Black Francolin - after reading several reports, we expected those to be easy to hear and hard to see. Instead, in four sessions (evening-morning-evening-morning) we heard absolutely nothing, but Ivana managed to pick one out in her binoculars as it emerged from a small reed to feed on the surrounding grassland and another one then run in front of our car. Both of these encounters happened on the dirt track that goes along the eastern bank of Jordan directly opposite to the Agamon-HaHula reserve. You can't cross the river here, but you get very nice views into the SE corner of the reserve where the Francolins are most reported without being limited by reserve's opening hours. We also visited the reserve itself - as the weather was threatening rain and time was short, we shelled out the incredible 149 NIS for a golf cart, but saw no Francolins; we also had to be out before 5 p.m., which makes the "backdoor" approach so much better. We first searched extensively around Kfar Rupin/Tirat Tsvi but found nothing.

Hume's leaf Warbler - with this and Black Scrub Robins both reported, Kibbutz Samar became quite the hotspot of southern Israel. On the first south visit, we paid only a short 2-hour visit and found nothing, so after we were "done" with the North (especially considering the forecast of two days of heavy rain there), we went back south and Samar was the obvious first stop. After another 2-hour walk, we stopped by the car parked near the main traffic circle and I noticed a free wifi and typed a reply to wolfbirder about not having found anything yet - when suddenly Ivana found the bird. It moved around a bit with some Chiffchaffs, but behaved differently and wasn't that difficult to relocated. However we are both completely tone deaf and thus only the ears of a seasoned BF user in an ID thread could make us sure it's really Hume's (as the plumage differences are very subtle).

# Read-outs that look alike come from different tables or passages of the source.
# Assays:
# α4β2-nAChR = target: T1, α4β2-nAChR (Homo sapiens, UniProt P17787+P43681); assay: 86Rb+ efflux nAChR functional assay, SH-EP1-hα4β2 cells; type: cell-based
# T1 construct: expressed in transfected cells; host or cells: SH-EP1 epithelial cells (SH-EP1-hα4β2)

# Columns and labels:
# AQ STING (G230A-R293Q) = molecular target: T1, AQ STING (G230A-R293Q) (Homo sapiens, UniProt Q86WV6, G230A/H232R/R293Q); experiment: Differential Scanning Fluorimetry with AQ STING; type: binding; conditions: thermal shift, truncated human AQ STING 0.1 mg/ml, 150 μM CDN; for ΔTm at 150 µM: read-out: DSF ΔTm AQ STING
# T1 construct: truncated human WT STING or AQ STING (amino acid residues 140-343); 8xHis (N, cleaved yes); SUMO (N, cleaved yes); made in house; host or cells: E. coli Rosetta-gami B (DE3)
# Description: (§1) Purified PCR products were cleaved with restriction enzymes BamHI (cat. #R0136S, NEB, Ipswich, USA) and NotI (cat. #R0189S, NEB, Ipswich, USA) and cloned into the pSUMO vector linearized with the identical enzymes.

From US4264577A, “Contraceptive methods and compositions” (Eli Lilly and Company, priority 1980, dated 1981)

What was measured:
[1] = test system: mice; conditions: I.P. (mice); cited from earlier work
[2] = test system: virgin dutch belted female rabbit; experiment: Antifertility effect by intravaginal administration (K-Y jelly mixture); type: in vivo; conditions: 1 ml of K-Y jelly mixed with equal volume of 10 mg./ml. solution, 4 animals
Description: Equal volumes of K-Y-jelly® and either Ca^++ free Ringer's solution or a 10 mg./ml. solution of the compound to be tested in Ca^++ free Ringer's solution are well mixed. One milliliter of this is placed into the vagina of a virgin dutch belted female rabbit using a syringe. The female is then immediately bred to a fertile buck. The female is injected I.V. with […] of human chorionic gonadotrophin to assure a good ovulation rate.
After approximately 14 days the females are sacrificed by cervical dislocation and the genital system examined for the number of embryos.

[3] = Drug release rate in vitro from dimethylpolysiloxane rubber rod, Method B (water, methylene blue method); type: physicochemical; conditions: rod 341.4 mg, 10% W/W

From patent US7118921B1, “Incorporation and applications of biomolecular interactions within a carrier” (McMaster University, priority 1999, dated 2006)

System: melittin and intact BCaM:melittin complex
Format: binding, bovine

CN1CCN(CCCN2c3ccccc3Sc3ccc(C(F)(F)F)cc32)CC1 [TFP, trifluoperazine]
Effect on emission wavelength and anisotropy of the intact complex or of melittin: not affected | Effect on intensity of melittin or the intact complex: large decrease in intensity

Black Scrub-Robin - the free wifi allowed me to re-check eBird for this species and notice that there is a second hotspot within the perimeter, the "Samar Jungle" which has some observations on record. It is quite an interesting site, a deeply shady palm groove creating an unusual environment in the desert. A single Black Scrub-Robin showed up after about half an hour on a nearby bush - it has probably been hiding inside the whole time. I must say that even after all the other highlights of the trip, the sight of such a mystic bird really made my day!